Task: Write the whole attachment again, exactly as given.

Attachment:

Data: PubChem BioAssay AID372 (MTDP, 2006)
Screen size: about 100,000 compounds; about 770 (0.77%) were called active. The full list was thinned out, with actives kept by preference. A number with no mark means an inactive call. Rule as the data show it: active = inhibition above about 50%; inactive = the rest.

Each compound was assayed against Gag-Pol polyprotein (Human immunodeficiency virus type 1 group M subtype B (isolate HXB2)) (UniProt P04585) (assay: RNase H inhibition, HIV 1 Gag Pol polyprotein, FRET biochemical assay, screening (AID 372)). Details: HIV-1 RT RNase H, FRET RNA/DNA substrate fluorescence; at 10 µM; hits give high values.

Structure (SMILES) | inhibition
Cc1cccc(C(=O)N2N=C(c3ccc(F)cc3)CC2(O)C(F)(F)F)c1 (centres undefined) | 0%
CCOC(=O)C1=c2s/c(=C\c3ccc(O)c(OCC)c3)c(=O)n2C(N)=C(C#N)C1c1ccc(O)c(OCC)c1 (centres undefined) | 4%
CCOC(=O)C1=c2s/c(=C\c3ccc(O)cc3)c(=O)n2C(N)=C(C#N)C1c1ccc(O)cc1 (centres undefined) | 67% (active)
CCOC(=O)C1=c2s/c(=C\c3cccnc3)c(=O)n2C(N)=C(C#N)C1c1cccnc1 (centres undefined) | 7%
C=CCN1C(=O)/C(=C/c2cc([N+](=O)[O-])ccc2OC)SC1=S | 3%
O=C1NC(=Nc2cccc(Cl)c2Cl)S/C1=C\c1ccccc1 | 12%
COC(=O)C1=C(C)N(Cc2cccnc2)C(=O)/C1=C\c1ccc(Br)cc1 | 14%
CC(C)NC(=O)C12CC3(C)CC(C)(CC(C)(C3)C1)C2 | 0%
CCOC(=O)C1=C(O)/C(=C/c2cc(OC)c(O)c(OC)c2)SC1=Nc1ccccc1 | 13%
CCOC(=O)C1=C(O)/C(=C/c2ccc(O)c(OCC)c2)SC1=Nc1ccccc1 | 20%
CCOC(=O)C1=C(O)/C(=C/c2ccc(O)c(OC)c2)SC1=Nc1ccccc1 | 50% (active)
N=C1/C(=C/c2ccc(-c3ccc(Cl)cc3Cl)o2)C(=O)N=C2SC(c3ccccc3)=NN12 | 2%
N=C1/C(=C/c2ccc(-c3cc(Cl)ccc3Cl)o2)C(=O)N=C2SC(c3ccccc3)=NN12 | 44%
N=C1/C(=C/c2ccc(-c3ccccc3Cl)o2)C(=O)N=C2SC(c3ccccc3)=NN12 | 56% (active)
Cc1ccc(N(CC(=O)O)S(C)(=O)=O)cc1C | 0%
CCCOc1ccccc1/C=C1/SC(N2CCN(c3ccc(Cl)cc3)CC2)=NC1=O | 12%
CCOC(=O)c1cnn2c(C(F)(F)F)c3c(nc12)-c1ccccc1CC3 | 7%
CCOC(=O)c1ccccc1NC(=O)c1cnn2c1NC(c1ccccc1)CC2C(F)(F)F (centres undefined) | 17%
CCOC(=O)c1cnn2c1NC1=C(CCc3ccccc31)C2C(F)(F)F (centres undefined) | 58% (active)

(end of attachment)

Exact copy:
Data: PubChem BioAssay AID372 (MTDP, 2006)
Screen size: about 100,000 compounds; about 770 (0.77%) were called active. The full list was thinned out, with actives kept by preference. A number with no mark means an inactive call. Rule as the data show it: active = inhibition above about 50%; inactive = the rest.

Each compound was assayed against Gag-Pol polyprotein (Human immunodeficiency virus type 1 group M subtype B (isolate HXB2)) (UniProt P04585) (assay: RNase H inhibition, HIV 1 Gag Pol polyprotein, FRET biochemical assay, screening (AID 372)). Details: HIV-1 RT RNase H, FRET RNA/DNA substrate fluorescence; at 10 µM; hits give high values.

Structure (SMILES) | inhibition
Cc1cccc(C(=O)N2N=C(c3ccc(F)cc3)CC2(O)C(F)(F)F)c1 (centres undefined) | 0%
CCOC(=O)C1=c2s/c(=C\c3ccc(O)c(OCC)c3)c(=O)n2C(N)=C(C#N)C1c1ccc(O)c(OCC)c1 (centres undefined) | 4%
CCOC(=O)C1=c2s/c(=C\c3ccc(O)cc3)c(=O)n2C(N)=C(C#N)C1c1ccc(O)cc1 (centres undefined) | 67% (active)
CCOC(=O)C1=c2s/c(=C\c3cccnc3)c(=O)n2C(N)=C(C#N)C1c1cccnc1 (centres undefined) | 7%
C=CCN1C(=O)/C(=C/c2cc([N+](=O)[O-])ccc2OC)SC1=S | 3%
O=C1NC(=Nc2cccc(Cl)c2Cl)S/C1=C\c1ccccc1 | 12%
COC(=O)C1=C(C)N(Cc2cccnc2)C(=O)/C1=C\c1ccc(Br)cc1 | 14%
CC(C)NC(=O)C12CC3(C)CC(C)(CC(C)(C3)C1)C2 | 0%
CCOC(=O)C1=C(O)/C(=C/c2cc(OC)c(O)c(OC)c2)SC1=Nc1ccccc1 | 13%
CCOC(=O)C1=C(O)/C(=C/c2ccc(O)c(OCC)c2)SC1=Nc1ccccc1 | 20%
CCOC(=O)C1=C(O)/C(=C/c2ccc(O)c(OC)c2)SC1=Nc1ccccc1 | 50% (active)
N=C1/C(=C/c2ccc(-c3ccc(Cl)cc3Cl)o2)C(=O)N=C2SC(c3ccccc3)=NN12 | 2%
N=C1/C(=C/c2ccc(-c3cc(Cl)ccc3Cl)o2)C(=O)N=C2SC(c3ccccc3)=NN12 | 44%
N=C1/C(=C/c2ccc(-c3ccccc3Cl)o2)C(=O)N=C2SC(c3ccccc3)=NN12 | 56% (active)
Cc1ccc(N(CC(=O)O)S(C)(=O)=O)cc1C | 0%
CCCOc1ccccc1/C=C1/SC(N2CCN(c3ccc(Cl)cc3)CC2)=NC1=O | 12%
CCOC(=O)c1cnn2c(C(F)(F)F)c3c(nc12)-c1ccccc1CC3 | 7%
CCOC(=O)c1ccccc1NC(=O)c1cnn2c1NC(c1ccccc1)CC2C(F)(F)F (centres undefined) | 17%
CCOC(=O)c1cnn2c1NC1=C(CCc3ccccc31)C2C(F)(F)F (centres undefined) | 58% (active)